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The Sacred Books of Chaldea


Origin and Growth of Religion


This fifth extract from Sayce’s Origin and Growth of Religion, the topic turns to the “sacred books” of the Babylonians. Beginning with the “Chaldean Rig-Veda,” collections of hymns identified from the earliest days of Assyriology, Sayce also considers the earlier, less developed magical texts. Future considerations – sin, the status of heaven and Hades, and cosmology finish out the essay.
Publisher: Gorgias Press LLC
Availability: In stock
SKU (ISBN): 978-1-60724-177-5
  • *
Publication Status: In Print

Series: Analecta Gorgiana 162
Publication Date: Apr 7,2009
Interior Color: Black
Trim Size: 6 x 9
Page Count: 56
Language: English
ISBN: 978-1-60724-177-5
$43.00
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This fifth extract from Sayce’s Origin and Growth of Religion, the topic turns to the “sacred books” of the Babylonians. Beginning with the “Chaldean Rig-Veda,” collections of hymns identified from the earliest days of Assyriology, Sayce also considers the earlier, less developed magical texts. The penitential psalms, which he compares to the biblical psalms of this genre, are considered and followed by hymns to the sun-god of Sippar. The relative ages of the collections are compared. Turning toward the cultic use of the hymns, the service books of the temple and the use of Akkadian as a sacred language for the Babylonian priesthood fill in the picture. Shamanism and the evolution of the gods, as well as their characteristics as degraded spirits of earlier faiths are aspects explored by Sayce. Future considerations – sin, the status of heaven and Hades, and cosmology finish out the essay.

Archibald Henry Sayce (1845-1933) was a renowned Assyriologist, linguist, and sometime archaeologist. Educated at Queens College, Oxford, Sayce eventually came to hold the Professorship of Assyriology at Oxford. A prolific writer, he is responsible for many of the insights taken for granted by scholars today. Sayce, for example, was the first to suggest that the Hittites had been a major empire in ancient Anatolia (what is now Turkey). He was also a clergyman in the Church of England.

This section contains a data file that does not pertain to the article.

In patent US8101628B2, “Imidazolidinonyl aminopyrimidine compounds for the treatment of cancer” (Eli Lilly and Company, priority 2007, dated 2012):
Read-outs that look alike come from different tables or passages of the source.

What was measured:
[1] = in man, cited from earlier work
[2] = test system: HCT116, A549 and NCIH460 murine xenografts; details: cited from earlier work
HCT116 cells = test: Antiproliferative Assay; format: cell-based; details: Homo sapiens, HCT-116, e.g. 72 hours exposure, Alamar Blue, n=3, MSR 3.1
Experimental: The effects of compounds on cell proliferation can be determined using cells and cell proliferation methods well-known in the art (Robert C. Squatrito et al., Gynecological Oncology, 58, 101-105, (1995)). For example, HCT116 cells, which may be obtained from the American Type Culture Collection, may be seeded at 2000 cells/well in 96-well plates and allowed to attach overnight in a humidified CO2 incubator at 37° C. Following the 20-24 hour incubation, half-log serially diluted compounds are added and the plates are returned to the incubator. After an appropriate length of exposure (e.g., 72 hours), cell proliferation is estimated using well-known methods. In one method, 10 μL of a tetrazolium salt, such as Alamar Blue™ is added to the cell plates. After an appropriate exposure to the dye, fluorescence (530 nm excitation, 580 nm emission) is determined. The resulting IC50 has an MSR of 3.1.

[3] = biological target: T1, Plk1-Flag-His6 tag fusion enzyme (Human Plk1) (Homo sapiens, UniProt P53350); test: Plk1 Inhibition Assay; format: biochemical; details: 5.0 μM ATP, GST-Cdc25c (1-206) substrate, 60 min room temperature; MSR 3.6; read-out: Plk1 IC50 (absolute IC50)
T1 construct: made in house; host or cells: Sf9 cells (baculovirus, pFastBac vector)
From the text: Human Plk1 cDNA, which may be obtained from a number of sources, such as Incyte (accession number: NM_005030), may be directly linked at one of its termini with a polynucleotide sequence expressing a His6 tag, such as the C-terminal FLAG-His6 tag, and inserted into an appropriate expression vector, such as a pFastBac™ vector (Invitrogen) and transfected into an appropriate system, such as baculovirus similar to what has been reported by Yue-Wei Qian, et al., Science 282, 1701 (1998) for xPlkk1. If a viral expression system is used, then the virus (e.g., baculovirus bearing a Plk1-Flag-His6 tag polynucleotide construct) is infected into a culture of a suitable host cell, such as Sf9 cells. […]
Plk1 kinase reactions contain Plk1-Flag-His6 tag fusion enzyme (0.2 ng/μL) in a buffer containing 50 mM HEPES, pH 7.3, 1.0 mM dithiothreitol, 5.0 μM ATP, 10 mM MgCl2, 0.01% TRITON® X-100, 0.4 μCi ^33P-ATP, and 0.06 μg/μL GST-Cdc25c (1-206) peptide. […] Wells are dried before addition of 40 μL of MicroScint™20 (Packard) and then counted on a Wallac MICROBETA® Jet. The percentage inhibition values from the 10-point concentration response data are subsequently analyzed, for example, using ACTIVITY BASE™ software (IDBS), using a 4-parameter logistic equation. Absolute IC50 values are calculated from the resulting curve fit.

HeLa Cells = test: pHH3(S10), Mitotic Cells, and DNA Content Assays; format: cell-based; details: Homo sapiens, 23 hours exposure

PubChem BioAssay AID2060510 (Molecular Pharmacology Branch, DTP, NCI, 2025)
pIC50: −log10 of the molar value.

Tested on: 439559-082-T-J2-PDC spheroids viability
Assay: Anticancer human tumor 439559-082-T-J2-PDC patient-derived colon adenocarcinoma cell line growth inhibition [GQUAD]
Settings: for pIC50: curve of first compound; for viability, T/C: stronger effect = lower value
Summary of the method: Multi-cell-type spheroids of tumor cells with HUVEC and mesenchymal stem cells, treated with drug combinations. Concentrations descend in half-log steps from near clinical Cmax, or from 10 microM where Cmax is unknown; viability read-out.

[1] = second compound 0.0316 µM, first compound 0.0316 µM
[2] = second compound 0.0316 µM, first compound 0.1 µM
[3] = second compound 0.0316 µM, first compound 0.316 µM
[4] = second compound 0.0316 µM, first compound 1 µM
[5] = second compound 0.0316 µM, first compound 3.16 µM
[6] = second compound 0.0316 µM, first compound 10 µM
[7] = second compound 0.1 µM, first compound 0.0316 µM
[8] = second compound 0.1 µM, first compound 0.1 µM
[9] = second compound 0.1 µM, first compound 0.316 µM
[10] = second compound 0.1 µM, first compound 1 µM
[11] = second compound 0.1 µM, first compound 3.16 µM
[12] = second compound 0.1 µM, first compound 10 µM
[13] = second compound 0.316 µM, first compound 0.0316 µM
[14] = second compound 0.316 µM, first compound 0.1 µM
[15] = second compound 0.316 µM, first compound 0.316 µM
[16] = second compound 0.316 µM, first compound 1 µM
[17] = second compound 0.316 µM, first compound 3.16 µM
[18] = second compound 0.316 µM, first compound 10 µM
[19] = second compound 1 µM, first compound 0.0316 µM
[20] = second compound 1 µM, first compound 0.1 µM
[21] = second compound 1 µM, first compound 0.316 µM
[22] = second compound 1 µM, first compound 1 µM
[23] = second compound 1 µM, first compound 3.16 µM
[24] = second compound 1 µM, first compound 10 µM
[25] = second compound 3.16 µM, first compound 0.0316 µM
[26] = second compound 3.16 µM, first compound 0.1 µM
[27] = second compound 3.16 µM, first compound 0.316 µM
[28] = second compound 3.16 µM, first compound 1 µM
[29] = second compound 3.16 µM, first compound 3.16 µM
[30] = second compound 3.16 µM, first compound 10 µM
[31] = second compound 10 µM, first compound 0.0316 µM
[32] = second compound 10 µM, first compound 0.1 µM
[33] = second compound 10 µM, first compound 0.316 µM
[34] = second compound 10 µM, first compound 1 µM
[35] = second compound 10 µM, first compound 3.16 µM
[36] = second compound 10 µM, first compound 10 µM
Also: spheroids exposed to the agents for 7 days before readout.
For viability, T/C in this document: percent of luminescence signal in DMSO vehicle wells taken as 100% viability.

This fifth extract from Sayce’s Origin and Growth of Religion, the topic turns to the “sacred books” of the Babylonians. Beginning with the “Chaldean Rig-Veda,” collections of hymns identified from the earliest days of Assyriology, Sayce also considers the earlier, less developed magical texts. The penitential psalms, which he compares to the biblical psalms of this genre, are considered and followed by hymns to the sun-god of Sippar. The relative ages of the collections are compared. Turning toward the cultic use of the hymns, the service books of the temple and the use of Akkadian as a sacred language for the Babylonian priesthood fill in the picture. Shamanism and the evolution of the gods, as well as their characteristics as degraded spirits of earlier faiths are aspects explored by Sayce. Future considerations – sin, the status of heaven and Hades, and cosmology finish out the essay.

Archibald Henry Sayce (1845-1933) was a renowned Assyriologist, linguist, and sometime archaeologist. Educated at Queens College, Oxford, Sayce eventually came to hold the Professorship of Assyriology at Oxford. A prolific writer, he is responsible for many of the insights taken for granted by scholars today. Sayce, for example, was the first to suggest that the Hittites had been a major empire in ancient Anatolia (what is now Turkey). He was also a clergyman in the Church of England.

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A. Sayce